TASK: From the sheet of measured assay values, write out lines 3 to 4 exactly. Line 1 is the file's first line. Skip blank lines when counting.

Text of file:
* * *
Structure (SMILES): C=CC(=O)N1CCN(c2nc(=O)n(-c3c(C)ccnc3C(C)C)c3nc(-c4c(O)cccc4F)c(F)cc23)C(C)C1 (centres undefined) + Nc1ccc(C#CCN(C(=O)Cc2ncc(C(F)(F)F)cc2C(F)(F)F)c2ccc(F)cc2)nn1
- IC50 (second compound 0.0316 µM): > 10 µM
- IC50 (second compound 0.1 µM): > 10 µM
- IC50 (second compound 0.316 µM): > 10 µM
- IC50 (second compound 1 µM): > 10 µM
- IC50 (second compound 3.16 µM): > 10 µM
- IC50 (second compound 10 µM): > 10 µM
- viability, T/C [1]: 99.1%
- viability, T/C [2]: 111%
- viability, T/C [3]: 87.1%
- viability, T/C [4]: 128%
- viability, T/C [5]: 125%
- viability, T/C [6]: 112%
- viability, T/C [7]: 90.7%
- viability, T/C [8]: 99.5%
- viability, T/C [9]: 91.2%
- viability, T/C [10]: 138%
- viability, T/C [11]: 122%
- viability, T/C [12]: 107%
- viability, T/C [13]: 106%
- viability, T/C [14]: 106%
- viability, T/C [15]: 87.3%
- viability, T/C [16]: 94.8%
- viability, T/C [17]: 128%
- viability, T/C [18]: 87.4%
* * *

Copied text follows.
- IC50 (second compound 0.1 µM): > 10 µM
- IC50 (second compound 0.316 µM): > 10 µM